I have to mention how our perfume collaboration came about! In retrospect, I find it fascinating! A few years ago, through a perfume sell/exchange Facebook group, I bought some fragrances that you owned. When I received the package, I found a sample of your own work. When I smelled it, I thought it was excellent, and had to learn more about it from you! My initial reaction was that your work smelled very "French". It's a very abstract feeling. Could you describe your perfume style?
That’s a fantastic way of meeting and then collaborating, because when I sent you the perfumes with the sample, I never imagined you were the owner of Zoologist. I think at this time you had launched just a few scents of your amazing Zoologist collection. And then you told me you were behind this niche brand.
The sample I sent to you was my first creation after leaving Frédéric Malle. Fleur Cannibale was created in 2015, and the following year I participated in a perfume competition organized by the American Society of Perfumers. One hundred perfumers worldwide participated, with only one constraint: to use a minimum of 2% of Australian sandalwood produced by STF. Accordingly, I decided to take make Fleur Cannibale Santal Extrême, with 8% sandalwood oil in the formula. My creation made the semifinal, with 14 others. Fleur Cannibale is a contrasting fragrance, inspired by abstract flowers and orchids from Amazonia, creamy peach, spices, woods, patchouli, amber, musks, vanilla and frankincense.
About my style … it’s hard to define myself. Some people say they can recognize my style in all my perfumes. What’s is important to me is the quality of all the materials (naturals and synthetics), the balance (I’m obsessed with it) and the evolution of the fragrance, because this is the moment when the perfume will tell you a story.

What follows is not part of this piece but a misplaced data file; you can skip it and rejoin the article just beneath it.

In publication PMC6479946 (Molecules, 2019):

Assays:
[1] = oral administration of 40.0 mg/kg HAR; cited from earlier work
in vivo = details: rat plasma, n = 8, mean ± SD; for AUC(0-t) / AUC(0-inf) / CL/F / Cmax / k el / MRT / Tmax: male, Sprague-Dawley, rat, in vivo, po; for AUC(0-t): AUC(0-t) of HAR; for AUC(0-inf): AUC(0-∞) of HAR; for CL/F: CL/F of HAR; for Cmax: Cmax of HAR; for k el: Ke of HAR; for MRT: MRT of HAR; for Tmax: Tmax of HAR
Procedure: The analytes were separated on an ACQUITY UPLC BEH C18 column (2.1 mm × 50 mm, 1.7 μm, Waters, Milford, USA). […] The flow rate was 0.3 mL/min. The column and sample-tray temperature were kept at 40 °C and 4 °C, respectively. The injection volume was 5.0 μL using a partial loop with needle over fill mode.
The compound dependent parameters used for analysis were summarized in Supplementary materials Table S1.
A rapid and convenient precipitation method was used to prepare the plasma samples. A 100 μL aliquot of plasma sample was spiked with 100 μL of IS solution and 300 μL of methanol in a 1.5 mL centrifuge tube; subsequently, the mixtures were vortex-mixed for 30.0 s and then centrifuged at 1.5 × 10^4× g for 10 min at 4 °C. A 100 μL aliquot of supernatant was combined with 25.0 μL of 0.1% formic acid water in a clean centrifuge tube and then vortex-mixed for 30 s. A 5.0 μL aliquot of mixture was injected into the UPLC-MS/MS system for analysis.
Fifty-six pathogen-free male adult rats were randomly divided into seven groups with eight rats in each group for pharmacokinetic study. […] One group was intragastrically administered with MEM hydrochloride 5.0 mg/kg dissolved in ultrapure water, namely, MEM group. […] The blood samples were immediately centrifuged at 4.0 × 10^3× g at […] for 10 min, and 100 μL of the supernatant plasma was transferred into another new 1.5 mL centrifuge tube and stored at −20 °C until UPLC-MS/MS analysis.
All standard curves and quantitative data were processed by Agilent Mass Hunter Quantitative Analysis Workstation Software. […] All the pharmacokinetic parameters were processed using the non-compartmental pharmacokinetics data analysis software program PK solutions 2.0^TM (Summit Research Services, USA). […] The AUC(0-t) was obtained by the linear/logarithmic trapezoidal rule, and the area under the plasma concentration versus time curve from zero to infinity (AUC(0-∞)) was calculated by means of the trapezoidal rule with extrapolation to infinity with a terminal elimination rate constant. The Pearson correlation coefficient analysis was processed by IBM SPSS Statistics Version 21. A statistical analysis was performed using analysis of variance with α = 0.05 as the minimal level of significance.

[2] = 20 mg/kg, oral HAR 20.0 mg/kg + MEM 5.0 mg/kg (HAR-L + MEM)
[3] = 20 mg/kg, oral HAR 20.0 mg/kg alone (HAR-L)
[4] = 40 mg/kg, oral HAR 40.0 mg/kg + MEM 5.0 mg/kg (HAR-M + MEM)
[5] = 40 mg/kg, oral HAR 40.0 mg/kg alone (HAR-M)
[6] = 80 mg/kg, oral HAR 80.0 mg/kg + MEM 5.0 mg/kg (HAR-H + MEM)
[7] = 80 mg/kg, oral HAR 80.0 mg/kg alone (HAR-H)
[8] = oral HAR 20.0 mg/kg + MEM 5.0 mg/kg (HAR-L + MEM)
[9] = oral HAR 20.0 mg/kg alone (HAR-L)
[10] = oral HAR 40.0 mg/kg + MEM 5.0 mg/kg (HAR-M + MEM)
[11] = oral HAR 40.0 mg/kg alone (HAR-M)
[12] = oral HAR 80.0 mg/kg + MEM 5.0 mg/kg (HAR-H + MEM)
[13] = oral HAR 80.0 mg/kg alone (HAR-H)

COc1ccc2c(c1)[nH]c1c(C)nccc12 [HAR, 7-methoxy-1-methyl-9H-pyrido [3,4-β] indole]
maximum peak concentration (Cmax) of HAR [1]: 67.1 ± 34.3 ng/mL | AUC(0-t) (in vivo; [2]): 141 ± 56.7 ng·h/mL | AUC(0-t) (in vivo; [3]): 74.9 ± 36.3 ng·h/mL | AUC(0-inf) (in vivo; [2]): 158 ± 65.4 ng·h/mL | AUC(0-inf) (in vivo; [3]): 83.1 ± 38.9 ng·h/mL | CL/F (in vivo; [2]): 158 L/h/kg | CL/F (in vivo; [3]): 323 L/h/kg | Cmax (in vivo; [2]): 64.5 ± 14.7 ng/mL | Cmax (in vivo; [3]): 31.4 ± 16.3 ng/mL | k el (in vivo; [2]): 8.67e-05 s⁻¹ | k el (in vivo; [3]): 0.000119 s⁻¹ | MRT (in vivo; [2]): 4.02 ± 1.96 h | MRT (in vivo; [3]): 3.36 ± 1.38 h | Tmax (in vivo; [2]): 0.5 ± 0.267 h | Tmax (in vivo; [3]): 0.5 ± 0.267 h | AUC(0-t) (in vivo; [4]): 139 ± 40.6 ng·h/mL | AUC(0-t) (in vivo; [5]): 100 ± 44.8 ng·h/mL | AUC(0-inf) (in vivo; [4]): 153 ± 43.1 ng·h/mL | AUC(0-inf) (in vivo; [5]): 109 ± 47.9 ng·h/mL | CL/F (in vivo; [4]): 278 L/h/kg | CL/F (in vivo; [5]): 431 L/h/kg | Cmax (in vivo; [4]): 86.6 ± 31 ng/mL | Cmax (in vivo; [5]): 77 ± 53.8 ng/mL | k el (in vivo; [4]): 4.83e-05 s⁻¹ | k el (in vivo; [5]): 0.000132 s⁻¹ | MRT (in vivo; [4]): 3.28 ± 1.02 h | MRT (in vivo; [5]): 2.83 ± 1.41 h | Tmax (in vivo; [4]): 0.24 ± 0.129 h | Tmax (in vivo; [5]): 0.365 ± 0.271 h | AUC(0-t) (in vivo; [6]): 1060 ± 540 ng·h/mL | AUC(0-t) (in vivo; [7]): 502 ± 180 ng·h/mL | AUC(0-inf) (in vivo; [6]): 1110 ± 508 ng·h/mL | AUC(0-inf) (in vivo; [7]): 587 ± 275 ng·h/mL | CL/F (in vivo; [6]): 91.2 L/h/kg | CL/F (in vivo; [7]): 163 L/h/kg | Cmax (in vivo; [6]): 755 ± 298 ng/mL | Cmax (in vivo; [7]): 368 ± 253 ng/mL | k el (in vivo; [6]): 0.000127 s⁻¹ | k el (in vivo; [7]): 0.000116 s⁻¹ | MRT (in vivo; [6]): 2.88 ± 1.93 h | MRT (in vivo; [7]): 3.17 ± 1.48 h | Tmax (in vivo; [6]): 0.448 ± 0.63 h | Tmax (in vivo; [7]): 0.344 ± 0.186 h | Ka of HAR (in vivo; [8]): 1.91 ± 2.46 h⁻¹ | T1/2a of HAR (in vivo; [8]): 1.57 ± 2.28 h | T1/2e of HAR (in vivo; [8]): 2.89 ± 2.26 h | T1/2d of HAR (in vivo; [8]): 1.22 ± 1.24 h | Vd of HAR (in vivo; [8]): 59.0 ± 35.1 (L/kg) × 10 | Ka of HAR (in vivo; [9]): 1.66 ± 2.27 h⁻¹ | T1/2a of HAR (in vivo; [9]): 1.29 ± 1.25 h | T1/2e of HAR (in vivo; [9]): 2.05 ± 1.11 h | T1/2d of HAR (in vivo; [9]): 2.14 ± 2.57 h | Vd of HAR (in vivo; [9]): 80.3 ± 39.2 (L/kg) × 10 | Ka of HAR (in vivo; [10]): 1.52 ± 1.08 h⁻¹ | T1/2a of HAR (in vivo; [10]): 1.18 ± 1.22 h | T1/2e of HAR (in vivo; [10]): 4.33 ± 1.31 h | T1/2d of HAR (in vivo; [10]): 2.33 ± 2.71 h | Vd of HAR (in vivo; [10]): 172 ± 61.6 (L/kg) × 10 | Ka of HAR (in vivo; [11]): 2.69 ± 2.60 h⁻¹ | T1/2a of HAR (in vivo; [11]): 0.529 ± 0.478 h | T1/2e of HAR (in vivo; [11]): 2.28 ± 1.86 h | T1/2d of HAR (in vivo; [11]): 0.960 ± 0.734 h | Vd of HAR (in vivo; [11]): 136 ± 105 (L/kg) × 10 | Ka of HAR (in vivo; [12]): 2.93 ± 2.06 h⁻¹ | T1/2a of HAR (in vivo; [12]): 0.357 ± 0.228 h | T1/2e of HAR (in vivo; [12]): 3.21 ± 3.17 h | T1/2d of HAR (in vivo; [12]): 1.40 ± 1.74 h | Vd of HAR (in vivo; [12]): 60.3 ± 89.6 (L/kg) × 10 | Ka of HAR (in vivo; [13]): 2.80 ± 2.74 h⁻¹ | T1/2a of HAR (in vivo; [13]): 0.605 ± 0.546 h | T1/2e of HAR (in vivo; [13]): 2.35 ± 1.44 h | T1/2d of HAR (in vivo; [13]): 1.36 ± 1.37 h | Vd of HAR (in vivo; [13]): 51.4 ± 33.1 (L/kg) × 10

Let's talk about Chameleon! First, I’ll tell you how I came about this concept of Chameleon as a perfume! I've always been fascinated by the fact that the island of Madagascar has the most species of chameleons in the world. And through a documentary on Chanel No. 5 and baking (yes, baking) I learned about the famous Madagascar ylang and vanilla, which are two important export commodities of Madagascar. When I proposed the concept of Chameleon to you, I insisted that it had to include ylang and vanilla. I also proposed that the perfume have a special quality of “colour changing”, which is probably the most notable characteristic of a chameleon. Have you heard of synesthesia – the ability to “see” colour when you smell certain things? I have always wondered if we could create a perfume that “shifts colour” as it develops on our skin.
Chameleon is an amazing project and was a true challenge for me. First, because I wouldn’t have created this perfume based on an ylang-vanilla scent as a main accord. Otherwise, it would be just one more ylang-vanilla perfume on the market. The challenge was to translate this concept to design a fragrance. Also, I was a bit scared by the fruity facets. My first thought was to produce an accord to give the impression of the scent of skin touched by the sun and the salty breeze by the ocean. I chose some "Ylang Ylang Extra" oil from Madagascar, which was already very fruity, and the fruity facets I worked not only with fruity notes, but also with floral notes having fruity facets. That’s the aim of Chameleon. And then you have other flowers, spices, exotic woods, amber, opoponax, vanilla, patchouli, musks…
It’s interesting to talk about synesthesia. I remember during my first class at ISIPCA. We were learning how to describe a scent, because normally we don’t learn to talk about scents. We don’t have a common vocabulary for it. The teacher said, "You can try to link each scent to a specific colour!” Well, I couldn’t do that, but now I do that with children, and it’s amazing! They can say different colours, but often they say them with the same intensity. The synesthesia process is very much used in my Wine, Chocolate and Tea workshops, because you need to use more than one sense to get a full perception of something. For example, when you take a wine, you have to describe the colour, whether it’s bright or opaque, and then you smell and then you taste. For this experience, you use four of your five senses: the view, the smell, the taste and the touch with our tongue, which has taste buds responsible for the perception of temperature and texture. When you are aware of it, the experience is very rich. You can enjoy every single moment of each sensation provided by your senses.